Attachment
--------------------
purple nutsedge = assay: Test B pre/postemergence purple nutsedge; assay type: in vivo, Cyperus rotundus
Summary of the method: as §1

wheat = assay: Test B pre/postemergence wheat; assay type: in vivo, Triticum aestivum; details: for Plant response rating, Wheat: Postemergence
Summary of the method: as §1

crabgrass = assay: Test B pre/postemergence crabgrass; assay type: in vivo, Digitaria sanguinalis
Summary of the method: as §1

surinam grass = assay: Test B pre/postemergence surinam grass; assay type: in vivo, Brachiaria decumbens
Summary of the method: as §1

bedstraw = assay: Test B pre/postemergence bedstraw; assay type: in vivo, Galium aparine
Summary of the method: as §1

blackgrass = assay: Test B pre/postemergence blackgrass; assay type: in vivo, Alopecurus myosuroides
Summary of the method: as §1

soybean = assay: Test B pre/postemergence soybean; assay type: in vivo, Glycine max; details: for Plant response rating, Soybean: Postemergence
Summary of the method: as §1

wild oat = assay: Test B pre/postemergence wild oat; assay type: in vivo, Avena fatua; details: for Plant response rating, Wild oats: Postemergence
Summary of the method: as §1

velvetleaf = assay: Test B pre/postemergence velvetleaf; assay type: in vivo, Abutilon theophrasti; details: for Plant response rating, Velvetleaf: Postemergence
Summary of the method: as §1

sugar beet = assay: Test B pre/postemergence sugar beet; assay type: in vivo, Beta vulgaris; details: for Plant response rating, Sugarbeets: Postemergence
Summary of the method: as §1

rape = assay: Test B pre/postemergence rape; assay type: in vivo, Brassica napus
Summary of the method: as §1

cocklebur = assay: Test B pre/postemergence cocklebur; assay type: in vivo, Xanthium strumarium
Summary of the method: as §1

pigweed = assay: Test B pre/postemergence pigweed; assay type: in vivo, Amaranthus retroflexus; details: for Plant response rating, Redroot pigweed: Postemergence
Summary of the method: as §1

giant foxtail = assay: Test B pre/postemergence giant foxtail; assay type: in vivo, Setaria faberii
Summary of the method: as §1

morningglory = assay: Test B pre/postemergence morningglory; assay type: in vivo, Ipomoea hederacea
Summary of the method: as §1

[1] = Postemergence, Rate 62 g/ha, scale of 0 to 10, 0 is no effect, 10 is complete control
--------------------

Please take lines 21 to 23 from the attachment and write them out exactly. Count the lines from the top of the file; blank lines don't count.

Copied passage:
rape = assay: Test B pre/postemergence rape; assay type: in vivo, Brassica napus
Summary of the method: as §1

cocklebur = assay: Test B pre/postemergence cocklebur; assay type: in vivo, Xanthium strumarium